More taxes coming…More people going

In Connecticut, the most if not one of the most taxed states of the union, there are plans in the leftist, union backed and communist inspired General Assembly to put taxes on…GROCERIES.

But, Senate GOP Leader Len Fasano, in an email to subscribers, did this with a little bit of sarcasm-twinged Connecticut humor.

Actually, Fasano “thanked the state’s Department of Revenue Services for proposing 2020 legislation…” to cut the tax approved by Democrats in their state budget passed last year.  The much minority Senate Republicans will also be pushing forward with a proposal to get rid of the tax language in the upcoming legislative session.

“The only way to fix the law and truly protect taxpayers from the Democrats’ grocery tax is to change the language and pass a new statute. Republicans called for this to happen last year, but Democrats refused, because either they couldn’t admit they made a mistake, or at some point when the public isn’t looking, they plan to enforce the existing language, tax groceries and hide behind the language of the law,” said Fasano.

So what is the grocery tax?  This image may explain.

Democrat lawmakers claimed it would only apply to food items already subject to the sales tax. But the legislation included language expanding the tax to dozens of grocery store items never taxed before including rotisserie chickens, bags of lettuce and loose bagels and baked goods.

Taxing rotisserie chicken?  That’s fowl play (you’re welcome!)


And this ridiculous burden, another example of theft, may be yet another reason people are leaving “California sans earthquakes.”

Last week, the Yankee Institute for Public Policy put out an article saying how the state lost over a billion dollars in wealth to other states.

The numbers were based on the most recent year available 2018.  And the money is going to the usual spots…at least two of them,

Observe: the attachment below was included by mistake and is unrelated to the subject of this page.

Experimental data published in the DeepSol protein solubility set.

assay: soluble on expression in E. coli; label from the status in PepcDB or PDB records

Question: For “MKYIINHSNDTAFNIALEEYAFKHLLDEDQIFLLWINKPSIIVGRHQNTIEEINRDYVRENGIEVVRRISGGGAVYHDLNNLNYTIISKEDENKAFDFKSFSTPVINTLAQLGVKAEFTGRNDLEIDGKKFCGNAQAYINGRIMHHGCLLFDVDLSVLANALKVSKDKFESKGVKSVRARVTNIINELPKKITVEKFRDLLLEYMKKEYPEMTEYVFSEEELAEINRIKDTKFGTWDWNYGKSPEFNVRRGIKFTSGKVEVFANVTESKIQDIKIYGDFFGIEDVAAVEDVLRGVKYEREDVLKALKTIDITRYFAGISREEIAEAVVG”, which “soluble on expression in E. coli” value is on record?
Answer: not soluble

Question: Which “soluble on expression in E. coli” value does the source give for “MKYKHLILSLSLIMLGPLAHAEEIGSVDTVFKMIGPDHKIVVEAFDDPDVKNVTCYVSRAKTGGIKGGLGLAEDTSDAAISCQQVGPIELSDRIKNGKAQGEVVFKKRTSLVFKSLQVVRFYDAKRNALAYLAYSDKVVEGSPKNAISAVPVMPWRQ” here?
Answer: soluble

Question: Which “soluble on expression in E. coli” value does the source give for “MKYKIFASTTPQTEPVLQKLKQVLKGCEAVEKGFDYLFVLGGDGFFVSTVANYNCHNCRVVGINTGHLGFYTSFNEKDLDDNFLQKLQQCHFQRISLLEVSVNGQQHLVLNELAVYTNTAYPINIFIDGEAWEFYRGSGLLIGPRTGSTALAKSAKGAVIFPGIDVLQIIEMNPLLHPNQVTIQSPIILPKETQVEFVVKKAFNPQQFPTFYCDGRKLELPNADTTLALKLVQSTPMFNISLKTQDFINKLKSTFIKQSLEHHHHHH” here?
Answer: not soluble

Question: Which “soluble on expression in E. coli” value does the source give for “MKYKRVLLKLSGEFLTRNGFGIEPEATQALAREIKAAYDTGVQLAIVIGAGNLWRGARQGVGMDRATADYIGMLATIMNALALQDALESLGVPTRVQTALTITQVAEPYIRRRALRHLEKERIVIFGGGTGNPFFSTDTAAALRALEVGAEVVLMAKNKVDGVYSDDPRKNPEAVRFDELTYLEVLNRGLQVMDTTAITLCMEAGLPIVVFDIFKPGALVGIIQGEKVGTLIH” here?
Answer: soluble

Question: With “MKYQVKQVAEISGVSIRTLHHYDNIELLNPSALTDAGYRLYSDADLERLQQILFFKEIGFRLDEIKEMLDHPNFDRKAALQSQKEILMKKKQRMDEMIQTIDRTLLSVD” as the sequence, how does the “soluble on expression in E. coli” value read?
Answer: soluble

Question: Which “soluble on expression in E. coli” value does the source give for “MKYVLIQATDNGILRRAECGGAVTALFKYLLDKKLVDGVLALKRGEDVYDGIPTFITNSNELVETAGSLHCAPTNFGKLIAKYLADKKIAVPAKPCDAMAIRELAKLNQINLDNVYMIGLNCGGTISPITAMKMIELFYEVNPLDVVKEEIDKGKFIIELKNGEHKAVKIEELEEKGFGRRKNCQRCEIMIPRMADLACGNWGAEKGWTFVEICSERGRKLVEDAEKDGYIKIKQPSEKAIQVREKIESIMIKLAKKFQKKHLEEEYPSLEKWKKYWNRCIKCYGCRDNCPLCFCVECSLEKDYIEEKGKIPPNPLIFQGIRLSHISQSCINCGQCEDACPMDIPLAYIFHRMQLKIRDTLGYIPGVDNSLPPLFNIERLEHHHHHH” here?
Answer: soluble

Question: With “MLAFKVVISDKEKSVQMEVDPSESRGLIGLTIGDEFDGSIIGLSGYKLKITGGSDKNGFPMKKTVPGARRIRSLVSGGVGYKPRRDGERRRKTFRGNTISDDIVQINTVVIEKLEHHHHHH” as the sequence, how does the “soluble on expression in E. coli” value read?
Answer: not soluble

Where is all the money going? Florida, mostly. The Sunshine State has been drawing Connecticut residents consistently for years and, over the course of 2017, accounted for $922 million of Connecticut’s total loss of gross income.  Connecticut also saw a net loss of $157 million to Massachusetts and $149 million to North Carolina,” Y.I.P.P.’S Mark Fitch wrote.

Florida and North Carolina, despite the latter having a Lamont-type governor in progressive Roy Cooper is understandable.  But, Massachusetts?  Well then again, GE moved from Fairfield to Boston a few years ago and the sales tax is 6.25%, slightly lower than 6.35% in Connecticut, but more calculable.

As it is 2020, the Census will be taken.  And if this is any indication, Connecticut may be a few steps closer to asking for a bailout from (God for fend) President Sanders, Warren or Biden!

“According to the U.S. Census Bureau, Connecticut experienced a net loss of 29,517 people in 2018, with a significant increase in the number of individuals moving to Florida,” Y.I.P.P. said.

In a state that in the last Census count, in 2010, had a population of 3,574,097, Fairfield County, where this writer lives, had a population of 916,829.  One can assume some of these people are commuting to work in New York City or Westchester County, NY.